Verses 4-6



Isa_53:4 - Isa_53:6 .

The note struck lightly in the close of the preceding paragraph becomes dominant here. One notes the accumulation of expressions for suffering, crowded into these verses-griefs, sorrows, wounded, bruised, smitten, chastisement, stripes. One notes that the cause of all this multiform infliction is given with like emphasis of reiteration-our griefs, our sorrows, and that these afflictions are invested with a still more tragic and mysterious aspect, by being traced to our transgressions, our iniquities. Finally, the deepest word of all is spoken when the whole mystery of the servant’s sufferings is referred to Jehovah’s making the universal iniquity to lie, like a crushing burden, on Him.

I. The Burdened Servant.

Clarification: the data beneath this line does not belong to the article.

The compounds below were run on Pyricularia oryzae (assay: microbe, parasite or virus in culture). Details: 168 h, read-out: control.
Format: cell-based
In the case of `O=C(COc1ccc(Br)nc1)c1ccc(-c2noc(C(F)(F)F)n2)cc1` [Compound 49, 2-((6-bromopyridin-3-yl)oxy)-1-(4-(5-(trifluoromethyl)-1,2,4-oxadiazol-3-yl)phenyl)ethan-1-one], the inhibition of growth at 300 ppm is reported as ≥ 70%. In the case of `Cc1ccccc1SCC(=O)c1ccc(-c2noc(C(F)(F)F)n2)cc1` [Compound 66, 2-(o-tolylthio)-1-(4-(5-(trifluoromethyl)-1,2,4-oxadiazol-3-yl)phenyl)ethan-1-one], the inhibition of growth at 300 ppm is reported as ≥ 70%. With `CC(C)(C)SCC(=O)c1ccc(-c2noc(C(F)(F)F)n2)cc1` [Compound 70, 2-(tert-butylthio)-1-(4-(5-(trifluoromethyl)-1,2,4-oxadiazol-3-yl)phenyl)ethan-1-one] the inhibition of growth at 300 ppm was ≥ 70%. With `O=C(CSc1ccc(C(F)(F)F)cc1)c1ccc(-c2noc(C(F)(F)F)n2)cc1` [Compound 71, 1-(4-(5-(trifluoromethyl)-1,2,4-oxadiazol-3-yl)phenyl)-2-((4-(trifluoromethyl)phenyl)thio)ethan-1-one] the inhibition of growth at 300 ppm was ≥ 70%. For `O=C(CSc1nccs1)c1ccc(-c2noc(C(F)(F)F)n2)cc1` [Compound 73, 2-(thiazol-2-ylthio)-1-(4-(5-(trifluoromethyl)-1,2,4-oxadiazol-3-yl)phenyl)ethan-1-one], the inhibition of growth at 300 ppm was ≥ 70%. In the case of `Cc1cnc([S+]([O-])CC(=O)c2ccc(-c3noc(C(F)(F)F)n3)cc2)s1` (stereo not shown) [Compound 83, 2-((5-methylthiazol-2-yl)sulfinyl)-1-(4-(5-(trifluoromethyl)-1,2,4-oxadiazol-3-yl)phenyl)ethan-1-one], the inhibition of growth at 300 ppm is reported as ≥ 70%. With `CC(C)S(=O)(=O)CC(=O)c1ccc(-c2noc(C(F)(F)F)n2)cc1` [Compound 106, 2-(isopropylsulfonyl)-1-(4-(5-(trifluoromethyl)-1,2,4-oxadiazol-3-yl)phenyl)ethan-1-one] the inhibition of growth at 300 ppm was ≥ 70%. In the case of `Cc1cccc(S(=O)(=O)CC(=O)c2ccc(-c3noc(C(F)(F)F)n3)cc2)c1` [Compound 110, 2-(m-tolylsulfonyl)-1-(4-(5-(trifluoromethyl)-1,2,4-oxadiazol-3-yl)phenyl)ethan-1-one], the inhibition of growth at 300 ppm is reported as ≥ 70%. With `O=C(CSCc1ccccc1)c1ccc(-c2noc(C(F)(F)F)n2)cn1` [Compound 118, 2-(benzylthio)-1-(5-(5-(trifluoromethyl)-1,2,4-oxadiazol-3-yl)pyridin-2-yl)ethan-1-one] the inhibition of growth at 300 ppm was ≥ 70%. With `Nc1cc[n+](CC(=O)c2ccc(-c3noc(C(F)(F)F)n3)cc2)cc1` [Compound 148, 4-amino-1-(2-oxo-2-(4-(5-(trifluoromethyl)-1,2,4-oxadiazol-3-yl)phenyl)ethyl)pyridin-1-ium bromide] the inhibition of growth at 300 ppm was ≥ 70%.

It is to be kept in view that the ‘griefs’ which the servant is here described as bearing are literally ‘sicknesses,’ and that, similarly, the ‘sorrows’ may be diseases. Matthew in his quotation of the verse Mat_8:17 takes the words to refer to bodily ailments, and finds their ‘fulfilment’ in Christ’s miracles of healing. And that interpretation is part of the whole truth, for Hebrew thought drew no such sharp line of distinction between diseases of the body and those of the soul as we are accustomed to draw. All sickness was taken to be the consequence of sin, and the intimate connection between the two was, as it were, set forth for all forms of bodily disease by the elaborate treatment prescribed for leprosy, as pre-eminently fitted to stand as type of the whole. But the fulfilment through the miracles is but a parable of the deeper fulfilment in regard to the more virulent and deadly diseases of the soul. Sin is the sickness, as it is also the grief, which most afflicts humanity. Of the two words expressing the Servant’s taking their burden on His shoulders, the former implies not only the taking of it but the bearing of it away, and the latter emphasises the weight of the load.